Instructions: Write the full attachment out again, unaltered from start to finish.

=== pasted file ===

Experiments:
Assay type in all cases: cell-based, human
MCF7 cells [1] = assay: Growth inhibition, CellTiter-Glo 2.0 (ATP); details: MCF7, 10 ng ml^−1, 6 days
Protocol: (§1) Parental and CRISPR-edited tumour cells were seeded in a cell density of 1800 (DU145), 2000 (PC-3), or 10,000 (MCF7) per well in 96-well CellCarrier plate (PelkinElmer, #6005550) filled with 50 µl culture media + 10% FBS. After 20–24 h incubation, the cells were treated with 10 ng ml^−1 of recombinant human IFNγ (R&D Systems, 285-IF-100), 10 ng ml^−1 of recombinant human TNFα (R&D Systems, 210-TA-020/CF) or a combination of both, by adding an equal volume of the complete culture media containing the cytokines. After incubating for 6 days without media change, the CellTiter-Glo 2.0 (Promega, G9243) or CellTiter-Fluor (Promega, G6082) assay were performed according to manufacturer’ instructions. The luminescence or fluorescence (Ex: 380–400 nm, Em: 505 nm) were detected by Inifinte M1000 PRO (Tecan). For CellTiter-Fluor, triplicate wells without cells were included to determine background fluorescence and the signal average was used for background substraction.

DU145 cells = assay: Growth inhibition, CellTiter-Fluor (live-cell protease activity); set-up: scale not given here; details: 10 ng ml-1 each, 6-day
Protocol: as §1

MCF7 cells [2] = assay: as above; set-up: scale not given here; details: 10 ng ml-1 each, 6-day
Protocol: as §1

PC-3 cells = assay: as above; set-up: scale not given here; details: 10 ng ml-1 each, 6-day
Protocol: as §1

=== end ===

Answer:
Experiments:
Assay type in all cases: cell-based, human
MCF7 cells [1] = assay: Growth inhibition, CellTiter-Glo 2.0 (ATP); details: MCF7, 10 ng ml^−1, 6 days
Protocol: (§1) Parental and CRISPR-edited tumour cells were seeded in a cell density of 1800 (DU145), 2000 (PC-3), or 10,000 (MCF7) per well in 96-well CellCarrier plate (PelkinElmer, #6005550) filled with 50 µl culture media + 10% FBS. After 20–24 h incubation, the cells were treated with 10 ng ml^−1 of recombinant human IFNγ (R&D Systems, 285-IF-100), 10 ng ml^−1 of recombinant human TNFα (R&D Systems, 210-TA-020/CF) or a combination of both, by adding an equal volume of the complete culture media containing the cytokines. After incubating for 6 days without media change, the CellTiter-Glo 2.0 (Promega, G9243) or CellTiter-Fluor (Promega, G6082) assay were performed according to manufacturer’ instructions. The luminescence or fluorescence (Ex: 380–400 nm, Em: 505 nm) were detected by Inifinte M1000 PRO (Tecan). For CellTiter-Fluor, triplicate wells without cells were included to determine background fluorescence and the signal average was used for background substraction.

DU145 cells = assay: Growth inhibition, CellTiter-Fluor (live-cell protease activity); set-up: scale not given here; details: 10 ng ml-1 each, 6-day
Protocol: as §1

MCF7 cells [2] = assay: as above; set-up: scale not given here; details: 10 ng ml-1 each, 6-day
Protocol: as §1

PC-3 cells = assay: as above; set-up: scale not given here; details: 10 ng ml-1 each, 6-day
Protocol: as §1